19. 19. Evaluating Alternatives: Facility Size Minimum cost Averagecostperunit 0 Rate of output Production units have an optimal rate of output for minimal cost.
  20. 20. Evaluating Alternatives: Facility Size Minimum cost & optimal operating rate are functions of size of production unit.Averagecostperunit 0 Small plant Medium plant Large plant Output rate
  21. 21. • Need to be near customers – Capacity and location are closely tied • Inability to store services – Capacity must me matched with timing of demand • Degree of volatility of demand – Peak demand periods Planning Service Capacity
  22. 22. Example: Calculating Processing Requirements Product Annual Demand Standard processing time per unit (hr.) Processing time needed (hr.) #1 #2 #3 400 300 700 5.0 8.0 2.0 2,000 2,400 1,400 5,800
  23. 23. Cost-Volume Relationships Amount($) 0 Q (volume in units) Fixed cost (FC)
  24. 24. Cost-Volume Relationships Amount($) Q (volume in units) 0
  25. 25. Cost-Volume Relationships: Break-even analysisAmount($) Q (volume in units) 0 BEP units FCvRQP  )(cost)Fixed()MarginToonContributi)(Quantity(
  26. 26. Break-Even Problem with Multiple Fixed Costs Quantity Fixed costs and variable costs. Thick lines are fixed costs. 1 machine 2 machines 3 machines
  27. 27. Break-Even Problem with Step Fixed Costs Quantity Step fixed costs and variable costs. Break even points. TR No break even points in this range
  28. 28. Lean and Mean Manufacturing Lean has been defined in many different ways. “A systematic approach to identifying and eliminating waste(non-value-added activities) through continuous improvement by flowing the product at the pull of the customer in pursuit of perfection.” By The MEP Lean Network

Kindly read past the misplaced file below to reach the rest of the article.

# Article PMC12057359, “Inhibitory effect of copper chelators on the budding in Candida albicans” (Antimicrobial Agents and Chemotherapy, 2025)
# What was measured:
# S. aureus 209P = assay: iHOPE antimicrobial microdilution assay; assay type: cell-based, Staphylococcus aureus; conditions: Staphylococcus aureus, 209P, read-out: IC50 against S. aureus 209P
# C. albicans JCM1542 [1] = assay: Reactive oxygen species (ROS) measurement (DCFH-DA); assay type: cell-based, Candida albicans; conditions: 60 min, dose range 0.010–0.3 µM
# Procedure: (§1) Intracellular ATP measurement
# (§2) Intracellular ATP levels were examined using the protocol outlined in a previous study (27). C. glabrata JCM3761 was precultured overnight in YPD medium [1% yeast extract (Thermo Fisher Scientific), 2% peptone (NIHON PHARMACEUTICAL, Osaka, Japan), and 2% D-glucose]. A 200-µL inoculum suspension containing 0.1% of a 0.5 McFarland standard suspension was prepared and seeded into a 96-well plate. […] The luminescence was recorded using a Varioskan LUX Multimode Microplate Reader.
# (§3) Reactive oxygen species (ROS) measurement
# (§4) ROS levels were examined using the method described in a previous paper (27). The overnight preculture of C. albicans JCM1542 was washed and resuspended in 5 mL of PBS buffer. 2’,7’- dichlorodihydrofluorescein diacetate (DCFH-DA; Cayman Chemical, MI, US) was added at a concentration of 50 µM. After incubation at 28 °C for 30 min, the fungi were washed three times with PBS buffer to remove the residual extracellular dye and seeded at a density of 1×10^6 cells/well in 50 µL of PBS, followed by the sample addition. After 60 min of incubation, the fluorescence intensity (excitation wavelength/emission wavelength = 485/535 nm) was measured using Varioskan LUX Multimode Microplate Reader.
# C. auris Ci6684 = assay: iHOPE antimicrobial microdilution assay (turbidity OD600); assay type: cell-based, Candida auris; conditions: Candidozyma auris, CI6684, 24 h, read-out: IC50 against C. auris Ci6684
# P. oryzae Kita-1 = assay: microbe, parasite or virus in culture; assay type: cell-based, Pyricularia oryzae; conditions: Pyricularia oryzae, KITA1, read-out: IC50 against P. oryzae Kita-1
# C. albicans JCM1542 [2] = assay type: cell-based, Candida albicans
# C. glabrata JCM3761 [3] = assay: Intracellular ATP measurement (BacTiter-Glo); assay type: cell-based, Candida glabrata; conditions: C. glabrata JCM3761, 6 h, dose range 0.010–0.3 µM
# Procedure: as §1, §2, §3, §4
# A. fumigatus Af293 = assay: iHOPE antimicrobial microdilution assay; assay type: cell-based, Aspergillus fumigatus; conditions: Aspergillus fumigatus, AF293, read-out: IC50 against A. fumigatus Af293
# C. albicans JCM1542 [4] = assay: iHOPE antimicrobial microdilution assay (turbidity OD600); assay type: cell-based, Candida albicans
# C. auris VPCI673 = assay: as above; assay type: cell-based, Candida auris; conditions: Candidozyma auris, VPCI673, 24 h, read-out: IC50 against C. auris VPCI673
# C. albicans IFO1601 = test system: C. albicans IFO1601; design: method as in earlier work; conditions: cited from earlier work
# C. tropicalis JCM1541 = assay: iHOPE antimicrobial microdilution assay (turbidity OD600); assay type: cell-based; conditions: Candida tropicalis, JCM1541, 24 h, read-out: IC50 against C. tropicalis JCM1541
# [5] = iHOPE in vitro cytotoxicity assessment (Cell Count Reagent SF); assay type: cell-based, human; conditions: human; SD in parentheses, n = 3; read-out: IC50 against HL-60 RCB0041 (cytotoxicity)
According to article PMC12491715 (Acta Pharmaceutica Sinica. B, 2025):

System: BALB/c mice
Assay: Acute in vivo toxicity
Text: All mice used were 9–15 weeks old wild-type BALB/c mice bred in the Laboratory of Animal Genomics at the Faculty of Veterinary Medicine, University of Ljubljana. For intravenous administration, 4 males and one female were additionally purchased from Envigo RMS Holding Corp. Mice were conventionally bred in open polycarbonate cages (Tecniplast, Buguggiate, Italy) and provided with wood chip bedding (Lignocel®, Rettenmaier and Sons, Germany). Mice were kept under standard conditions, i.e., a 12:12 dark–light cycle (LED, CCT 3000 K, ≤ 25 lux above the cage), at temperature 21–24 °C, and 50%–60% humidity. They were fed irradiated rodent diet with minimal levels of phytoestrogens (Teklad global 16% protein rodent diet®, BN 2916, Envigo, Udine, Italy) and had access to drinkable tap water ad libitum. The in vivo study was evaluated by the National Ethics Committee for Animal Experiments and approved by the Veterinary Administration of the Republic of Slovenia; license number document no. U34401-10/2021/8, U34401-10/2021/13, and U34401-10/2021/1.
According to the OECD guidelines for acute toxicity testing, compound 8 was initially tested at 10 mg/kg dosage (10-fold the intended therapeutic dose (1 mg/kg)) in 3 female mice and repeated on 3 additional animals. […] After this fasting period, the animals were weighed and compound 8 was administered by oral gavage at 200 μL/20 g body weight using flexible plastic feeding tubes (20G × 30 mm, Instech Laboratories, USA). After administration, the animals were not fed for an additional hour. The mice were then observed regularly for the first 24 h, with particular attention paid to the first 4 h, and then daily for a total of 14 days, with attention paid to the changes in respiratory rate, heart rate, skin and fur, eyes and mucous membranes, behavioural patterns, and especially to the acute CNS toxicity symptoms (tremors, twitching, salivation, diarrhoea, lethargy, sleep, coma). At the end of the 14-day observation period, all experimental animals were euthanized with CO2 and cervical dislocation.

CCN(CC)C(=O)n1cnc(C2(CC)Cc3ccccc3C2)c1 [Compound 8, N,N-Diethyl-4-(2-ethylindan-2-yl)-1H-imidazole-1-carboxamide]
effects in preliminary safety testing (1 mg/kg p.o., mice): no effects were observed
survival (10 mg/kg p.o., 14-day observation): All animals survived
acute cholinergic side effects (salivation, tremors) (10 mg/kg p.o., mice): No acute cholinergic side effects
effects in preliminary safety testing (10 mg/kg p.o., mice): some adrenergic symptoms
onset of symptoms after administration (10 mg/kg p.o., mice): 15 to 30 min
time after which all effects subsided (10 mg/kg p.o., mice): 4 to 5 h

29. 29. History Timeline for Lean Manufacturing
  30. 30. Lean manufacturing is a philosophy • In 1990 James Womack, Daniel T. Jones, and Daniel Roos wrote a book called “The Machine That Changed the World: The Story of Lean Production-- Toyota's Secret Weapon in the Global Car Wars That Is Now Revolutionizing World Industry” • In this book, Womack introduced the Toyota Production System to American. • What was new was a phrase– • "Lean Manufacturing."
  31. 31. How to Increase Profit? Profit Cost Profit Cost Profit Cost
  32. 32. Muda (Waste) Taiichi Ohno (1912-1990), the Toyota executive who was the most ferocious foe of waste human history has produced, identified the first seven types of muda in manufacturing system: • Storage • Transportation • Waiting • Motion • Process • Defects • Over-production Muda is everywhere.
  33. 33. Lean Overview
  34. 34. Lean Manufacturing Tools  5S  Value Stream Mapping  Standardized Work  Load Leveling  Kaizen  Kanban  Visual Workplace  Quick Changeover  Andon  Poka-yoke  One-piece flow  Cellular Manufacturing
  35. 35. Production Planning System (Push System)
  36. 36. Push System
  37. 37. Pull System
  38. 38. References • Society of Manufacturing Engineers, Lean Manufacturing 2007, Supplement to Manufacturing Engineering, 2007. • Society of Manufacturing Engineers, Lean Manufacturing 2008, Supplement to Manufacturing Engineering, 2008. • Garrett Brown and Dara O’Rourke, “Lean Manufacturing Comes to China: A Case Study of its Impact on Workplace Health and Safety,” International Journal of Occupational and Environmental Health (IJOEH), 13(3), JUL/SEP 2007. • Challenges in Applying Lean Manufacturing in China, McKinsey Quarterly, 2006 Special Edition available at Jackson Library. Friday, October 12, 2007 | Posted by Simone Yu in International